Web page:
Thursday 30 October 2014

Why Twitter grief deserves respect

Published 11/05/2012 | 13:06

Beastie Boy Adam Yauch (centre) died last week.

When a celebrity dies, social media websites are awash with grieving fans. Not a fan? Then leave them be, says Shane Richmond.

Have you ever seen a funeral procession go past and felt the urge to shout abuse? Perhaps something mild such as "I've never heard of him!" or "He was rubbish!". No, me neither.



And yet on social networks there are some who can't resist heckling people for paying their respects to someone who has died. The last week has seen two notable deaths: author and illustrator Maurice Sendak and Adam Yauch of the Beastie Boys. One wrote several much-loved children's books and the other was responsible for a series of influential and critically acclaimed albums.



In both cases, after the usual period of wondering whether this was another of Twitter's recurrent celebrity death hoaxes, the RIP tweets came en masse. Amid those was the occasional tweet from someone saying they'd never heard of the deceased or didn't like him or just wanted everyone to stop expressing sadness about the death of a stranger.



The level of grief involved when a celebrity dies is clearly of a different magnitude to the death of a loved one. It is grief, nevertheless, and intruding on it is disrespectful, even if it isn't anywhere near as disrespectful as shouting at a passing hearse.



When somebody touches your life in a positive way, whether by writing a book or recording an album, it is natural to be a little sad to hear that they have died. If they've touched your life in a more significant way - perhaps you saw them play live dozens of times over the years, or associate their book with a long-dead relative - then you might be sadder still.





In this age of social media, you'll probably share that sadness on Twitter or Facebook. What right does anyone else have to judge whether your sadness is excessive or misplaced?



When Fabrice Muamba, the 24-year-old Bolton footballer, collapsed on the pitch during a match against Tottenham in March, Twitter was quickly aflame with worry. "Pray for Muamba" was a phrase shared across the social network as fans feared for the midfielder who was perilously close to death in the most public of circumstances.



Even so, the Manchester United fanzine Red Issue chose to dub these people "grief junkies" on a Private Eye-style front page that mocked concerned Twitter users. A spokesman for the fanzine said: "You see it more and more. Whenever celebrities become unstuck it's a big issue while there are people being killed in Syria and Afghanistan who are not worth a mention."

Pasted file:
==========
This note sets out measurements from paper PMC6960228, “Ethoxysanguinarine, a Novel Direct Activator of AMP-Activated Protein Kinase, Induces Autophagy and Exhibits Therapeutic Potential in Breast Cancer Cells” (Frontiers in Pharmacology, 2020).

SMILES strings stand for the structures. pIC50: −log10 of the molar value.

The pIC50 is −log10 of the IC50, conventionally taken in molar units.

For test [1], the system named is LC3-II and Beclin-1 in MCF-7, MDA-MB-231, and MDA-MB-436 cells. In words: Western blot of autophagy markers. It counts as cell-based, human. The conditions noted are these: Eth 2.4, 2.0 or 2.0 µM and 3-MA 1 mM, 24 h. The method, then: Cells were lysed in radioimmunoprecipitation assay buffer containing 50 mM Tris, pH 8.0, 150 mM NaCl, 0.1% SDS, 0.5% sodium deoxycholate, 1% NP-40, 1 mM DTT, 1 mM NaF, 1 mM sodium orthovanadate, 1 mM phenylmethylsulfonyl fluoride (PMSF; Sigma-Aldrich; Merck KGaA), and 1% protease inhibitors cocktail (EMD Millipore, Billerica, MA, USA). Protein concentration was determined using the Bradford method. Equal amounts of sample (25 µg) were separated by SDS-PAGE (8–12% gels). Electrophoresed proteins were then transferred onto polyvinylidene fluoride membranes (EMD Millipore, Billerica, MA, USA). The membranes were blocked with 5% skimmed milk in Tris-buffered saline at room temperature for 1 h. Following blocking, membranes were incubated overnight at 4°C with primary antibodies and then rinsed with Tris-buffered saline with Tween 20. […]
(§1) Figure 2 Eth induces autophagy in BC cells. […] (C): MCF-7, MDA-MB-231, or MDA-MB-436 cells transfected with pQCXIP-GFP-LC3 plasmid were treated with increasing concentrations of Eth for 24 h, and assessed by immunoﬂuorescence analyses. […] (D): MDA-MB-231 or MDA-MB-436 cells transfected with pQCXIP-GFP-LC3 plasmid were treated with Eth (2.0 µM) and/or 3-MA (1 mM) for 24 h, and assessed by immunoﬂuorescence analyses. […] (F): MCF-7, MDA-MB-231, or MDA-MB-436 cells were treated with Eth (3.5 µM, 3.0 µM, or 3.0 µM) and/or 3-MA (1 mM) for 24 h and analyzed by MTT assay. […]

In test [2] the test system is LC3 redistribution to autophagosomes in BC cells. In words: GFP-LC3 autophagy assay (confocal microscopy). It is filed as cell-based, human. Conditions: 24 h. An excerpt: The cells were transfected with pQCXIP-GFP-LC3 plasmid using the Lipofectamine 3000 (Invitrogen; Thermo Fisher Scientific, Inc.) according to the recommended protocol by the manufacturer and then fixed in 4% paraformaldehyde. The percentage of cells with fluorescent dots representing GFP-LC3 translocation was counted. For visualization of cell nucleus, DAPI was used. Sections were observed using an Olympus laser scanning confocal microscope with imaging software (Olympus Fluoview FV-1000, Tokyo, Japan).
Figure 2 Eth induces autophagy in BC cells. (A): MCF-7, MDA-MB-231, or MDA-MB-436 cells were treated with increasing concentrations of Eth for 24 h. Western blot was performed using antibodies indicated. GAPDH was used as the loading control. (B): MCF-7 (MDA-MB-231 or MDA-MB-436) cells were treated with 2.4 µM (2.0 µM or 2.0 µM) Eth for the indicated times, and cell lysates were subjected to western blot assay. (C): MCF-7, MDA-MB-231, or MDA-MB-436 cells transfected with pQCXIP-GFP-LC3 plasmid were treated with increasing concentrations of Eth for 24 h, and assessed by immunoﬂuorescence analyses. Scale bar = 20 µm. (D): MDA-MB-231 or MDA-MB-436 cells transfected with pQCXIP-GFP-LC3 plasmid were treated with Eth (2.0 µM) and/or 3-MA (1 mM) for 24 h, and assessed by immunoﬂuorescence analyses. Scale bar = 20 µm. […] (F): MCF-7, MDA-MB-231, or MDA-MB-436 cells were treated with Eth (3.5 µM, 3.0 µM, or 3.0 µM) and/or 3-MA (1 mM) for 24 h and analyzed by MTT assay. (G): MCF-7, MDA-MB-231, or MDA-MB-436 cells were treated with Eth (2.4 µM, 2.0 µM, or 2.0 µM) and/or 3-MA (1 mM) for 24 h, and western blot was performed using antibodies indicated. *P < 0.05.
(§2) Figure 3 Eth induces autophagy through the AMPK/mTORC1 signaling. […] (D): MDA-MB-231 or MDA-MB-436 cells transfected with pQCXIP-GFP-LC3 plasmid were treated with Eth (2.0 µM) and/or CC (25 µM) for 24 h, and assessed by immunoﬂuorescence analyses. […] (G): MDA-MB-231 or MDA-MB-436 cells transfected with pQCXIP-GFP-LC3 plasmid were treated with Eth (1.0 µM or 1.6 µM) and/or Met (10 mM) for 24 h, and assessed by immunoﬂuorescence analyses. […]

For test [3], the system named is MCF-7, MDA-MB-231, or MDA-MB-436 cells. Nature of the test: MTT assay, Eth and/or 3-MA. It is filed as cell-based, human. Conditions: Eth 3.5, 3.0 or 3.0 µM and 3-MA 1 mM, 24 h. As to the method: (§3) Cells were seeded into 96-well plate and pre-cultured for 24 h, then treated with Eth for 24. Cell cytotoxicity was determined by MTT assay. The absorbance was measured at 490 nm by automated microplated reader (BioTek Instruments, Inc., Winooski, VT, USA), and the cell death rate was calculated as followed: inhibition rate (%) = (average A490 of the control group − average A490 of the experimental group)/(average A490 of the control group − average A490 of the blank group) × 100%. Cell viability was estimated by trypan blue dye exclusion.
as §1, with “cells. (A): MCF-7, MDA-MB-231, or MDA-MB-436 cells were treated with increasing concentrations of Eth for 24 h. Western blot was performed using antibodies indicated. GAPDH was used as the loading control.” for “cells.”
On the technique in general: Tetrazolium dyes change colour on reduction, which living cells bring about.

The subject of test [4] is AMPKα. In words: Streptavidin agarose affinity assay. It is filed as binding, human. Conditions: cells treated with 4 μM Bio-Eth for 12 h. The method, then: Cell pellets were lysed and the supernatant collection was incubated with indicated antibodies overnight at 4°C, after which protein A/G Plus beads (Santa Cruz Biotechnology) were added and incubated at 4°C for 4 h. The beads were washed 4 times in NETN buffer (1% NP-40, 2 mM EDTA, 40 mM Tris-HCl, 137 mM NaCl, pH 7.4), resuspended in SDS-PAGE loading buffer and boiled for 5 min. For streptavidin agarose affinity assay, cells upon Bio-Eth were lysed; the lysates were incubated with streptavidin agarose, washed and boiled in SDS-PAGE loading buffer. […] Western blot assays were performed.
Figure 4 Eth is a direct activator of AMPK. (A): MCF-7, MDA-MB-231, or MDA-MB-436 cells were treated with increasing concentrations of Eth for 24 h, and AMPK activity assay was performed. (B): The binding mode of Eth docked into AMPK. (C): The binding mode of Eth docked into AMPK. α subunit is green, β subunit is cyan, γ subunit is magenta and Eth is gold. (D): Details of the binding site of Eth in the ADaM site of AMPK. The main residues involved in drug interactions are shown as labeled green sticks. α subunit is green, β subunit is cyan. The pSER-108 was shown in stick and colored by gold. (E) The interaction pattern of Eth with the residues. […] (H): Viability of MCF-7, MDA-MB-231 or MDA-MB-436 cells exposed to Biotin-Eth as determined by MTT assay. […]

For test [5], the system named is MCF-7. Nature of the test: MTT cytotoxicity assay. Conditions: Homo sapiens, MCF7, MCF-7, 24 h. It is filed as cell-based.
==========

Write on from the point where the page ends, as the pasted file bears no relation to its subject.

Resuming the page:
The spokesman accused people of tweeting "fake sentiments", as if he would somehow be able to know whose feelings were genuine and whose weren't.



Should Manchester United fail to win the Premier League title this weekend and thus end the season without a single trophy, I'm sure that Red Issue will remind fans that their suffering is nothing compared with that of the people of Syria. But perhaps not.



It is a common theme among those who would seek to police other people's emotions to claim that they are feeling too sad about something trivial and not sad enough about something important. But being sad about one thing, such as your team failing to win a single trophy despite being one of the richest football clubs on the planet, does not mean that you cannot also be sad about any number of other things.



I suspect that the problem is one that frequently arises with social media: people mistake a series of small, independent actions for some kind of collective, organised campaign. Thus a group of people each tweeting that an article has upset them become "a heavily orchestrated internet campaign" to those who don't understand the technology.



Likewise, when a lot of people tweet "RIP" in memory of a recently deceased celebrity, the stream of tweets can quickly start to look like a campaign. It's as if a funeral parade had suddenly formed outside your window. If you don't know the person who has died then the urge to ask what all the fuss is about must be hard to resist.



Still, resist you should. Do you really need to be the person standing outside the virtual memorial service shouting abuse?

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